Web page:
Although it is not fully understood, factors such as sleep (i.e., quality and quantity), stress hormones (e.g., cortisol), androgenic hormones (e.g., testosterone), and metabolic rate may influence changes in body composition (Leproult, 2011). Unfortunately, many training and nutrition studies do not take into account these important covariates. For me, sleep is as important as my training. When I get at least 8 hours of sleep, I feel more powerful, I am full of energy and ready to attack a great workout. On the other hand, when I lack sleep (5-6 hours), my batteries are empty, I feel lethargic and less motivated to train. Now lets look at the evidence:
Wang et al. (2018) examined the effects of sleep restriction (;1 hour reduction, 53/week) on weight loss outcomes in overweight adults in a hypocaloric environment. They demonstrated that both groups in an equated caloric deficit lost a similar amount of total body weight (23.2 kg). However, when analyzing the percentage of fat free mass (FFM) within total mass lost, the sleep-restricted group lost significantly more FFM than they did fat mass (FM) (84.8 versus 16.9%), respectively. However, their counterparts who were not sleep-restricted better preserved FFM and lost a significant amount of FM (17.3 versus 80.7%) of the total mass lost, respectively. It is important to note that these subjects were not undergoing resistance training (RT). They also observed that the sleep restricted group had a significant increase in ghrelin. Ghrelin is commonly referred to as the “hunger hormone” and has been shown to increase the likelihood of weight regain (specifically fat) and is one component (of many) why some individuals fail to maintain their weight loss (Strohacker et al. 2014).
Additional data investigating sleep deprivation have demonstrated negative effects on multiple athletic performance variables and recovery capabilities. For example, Reilly and Piercy, (1994) observed significant reductions in strength-endurance performance and total volume load on compound exercises such as the bench press, deadlift, and leg press when subjects were in a sleep-restricted state. Furthermore, they reported that the subject’s rating of perceived exertion was significantly greater when performing the same RT task in a sleep-deprived state. These negative effects are important to note because training volume is a critical variable for muscle hypertrophy (Schoenfeld, 2017).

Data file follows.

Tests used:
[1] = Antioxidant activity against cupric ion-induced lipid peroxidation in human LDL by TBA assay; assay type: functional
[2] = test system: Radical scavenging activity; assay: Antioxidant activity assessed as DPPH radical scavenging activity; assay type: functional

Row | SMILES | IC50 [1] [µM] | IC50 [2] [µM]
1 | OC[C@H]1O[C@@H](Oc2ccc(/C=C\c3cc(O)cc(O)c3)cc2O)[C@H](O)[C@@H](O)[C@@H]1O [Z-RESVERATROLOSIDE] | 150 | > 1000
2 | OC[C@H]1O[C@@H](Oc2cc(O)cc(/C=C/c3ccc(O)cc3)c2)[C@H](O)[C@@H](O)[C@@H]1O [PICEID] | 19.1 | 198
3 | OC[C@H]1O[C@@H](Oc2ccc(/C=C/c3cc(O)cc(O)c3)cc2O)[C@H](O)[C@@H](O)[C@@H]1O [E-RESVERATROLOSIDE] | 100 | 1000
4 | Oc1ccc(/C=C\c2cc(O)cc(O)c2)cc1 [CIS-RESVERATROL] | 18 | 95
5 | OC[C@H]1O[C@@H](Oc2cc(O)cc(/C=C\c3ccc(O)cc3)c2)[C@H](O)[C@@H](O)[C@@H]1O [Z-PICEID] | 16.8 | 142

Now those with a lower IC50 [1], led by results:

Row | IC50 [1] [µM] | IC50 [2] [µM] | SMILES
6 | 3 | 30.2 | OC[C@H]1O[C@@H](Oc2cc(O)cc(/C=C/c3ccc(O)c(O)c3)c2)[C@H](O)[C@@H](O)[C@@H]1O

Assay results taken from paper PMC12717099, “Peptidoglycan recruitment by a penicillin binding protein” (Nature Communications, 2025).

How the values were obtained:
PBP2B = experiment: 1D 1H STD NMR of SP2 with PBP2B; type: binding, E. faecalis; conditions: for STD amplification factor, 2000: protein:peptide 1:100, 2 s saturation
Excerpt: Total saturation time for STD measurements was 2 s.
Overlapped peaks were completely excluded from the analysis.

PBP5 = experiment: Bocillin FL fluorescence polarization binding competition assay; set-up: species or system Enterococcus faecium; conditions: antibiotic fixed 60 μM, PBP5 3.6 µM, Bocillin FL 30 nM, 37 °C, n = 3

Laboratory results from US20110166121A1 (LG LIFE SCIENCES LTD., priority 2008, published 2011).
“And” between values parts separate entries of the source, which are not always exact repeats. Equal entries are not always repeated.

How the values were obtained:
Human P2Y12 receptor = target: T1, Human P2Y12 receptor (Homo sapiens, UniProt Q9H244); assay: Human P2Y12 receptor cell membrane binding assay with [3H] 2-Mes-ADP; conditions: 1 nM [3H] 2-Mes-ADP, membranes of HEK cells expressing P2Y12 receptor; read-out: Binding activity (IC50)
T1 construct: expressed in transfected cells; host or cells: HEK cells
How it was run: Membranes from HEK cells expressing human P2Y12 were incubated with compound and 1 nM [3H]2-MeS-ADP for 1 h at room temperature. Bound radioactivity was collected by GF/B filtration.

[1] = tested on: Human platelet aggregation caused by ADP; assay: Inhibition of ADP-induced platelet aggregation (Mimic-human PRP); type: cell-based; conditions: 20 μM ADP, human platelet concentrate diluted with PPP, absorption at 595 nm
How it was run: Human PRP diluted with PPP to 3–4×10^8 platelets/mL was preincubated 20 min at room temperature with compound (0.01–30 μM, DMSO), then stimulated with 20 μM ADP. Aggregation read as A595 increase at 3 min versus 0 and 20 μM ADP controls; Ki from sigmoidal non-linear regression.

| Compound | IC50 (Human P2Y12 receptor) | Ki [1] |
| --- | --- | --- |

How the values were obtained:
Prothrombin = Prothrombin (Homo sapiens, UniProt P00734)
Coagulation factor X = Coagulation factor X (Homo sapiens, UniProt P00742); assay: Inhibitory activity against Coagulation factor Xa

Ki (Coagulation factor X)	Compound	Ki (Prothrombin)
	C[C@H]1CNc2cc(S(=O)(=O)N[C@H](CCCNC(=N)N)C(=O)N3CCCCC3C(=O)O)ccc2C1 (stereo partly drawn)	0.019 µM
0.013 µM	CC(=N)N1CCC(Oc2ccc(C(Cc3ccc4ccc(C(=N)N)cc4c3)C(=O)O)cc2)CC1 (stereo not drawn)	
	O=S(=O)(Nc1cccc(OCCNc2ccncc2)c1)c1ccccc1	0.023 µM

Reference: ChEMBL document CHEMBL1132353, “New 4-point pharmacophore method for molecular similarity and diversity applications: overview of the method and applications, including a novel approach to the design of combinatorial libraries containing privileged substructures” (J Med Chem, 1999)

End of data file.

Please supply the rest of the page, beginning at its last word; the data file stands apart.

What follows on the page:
Sleep deprivation is also associated with negative hormonal adaptations through the hypothalamic-pituitary-adrenal axis —leading to an increase in cortisol, glucose, and insulin, and a decrease in testosterone, adiponectin, and growth hormone (Hirotsu et al. 2015). This dysregulation seems to create an “anti” body recomposition environment, where building muscle mass and losing FM would be less likely. More specifically, in athletic populations, hypocaloric intakes and significant reductions in body weight and FM have been shown to negatively impact testosterone (Pardue et al., 2017). For example, Bhasin et al. (2001) have demonstrated that there is a direct relationship between serum testosterone levels and gains in FFM. This may partially explain why the case studies in natural bodybuilders have demonstrated a loss in FFM while preparing for their competition despite their RT and high protein intake.
More recently, a study also demonstrated that sleep restriction had a detrimental acute effect on myofibrillar protein synthesis rates, which may be associated with loss of muscle mass negatively impacting body composition. This study also reported that protein synthesis rates can be maintained by performing high-intensity exercise even under the sleep-restriction scenario (Saner, et al. 2020)
P.S Don’t forget to recharge your batteries!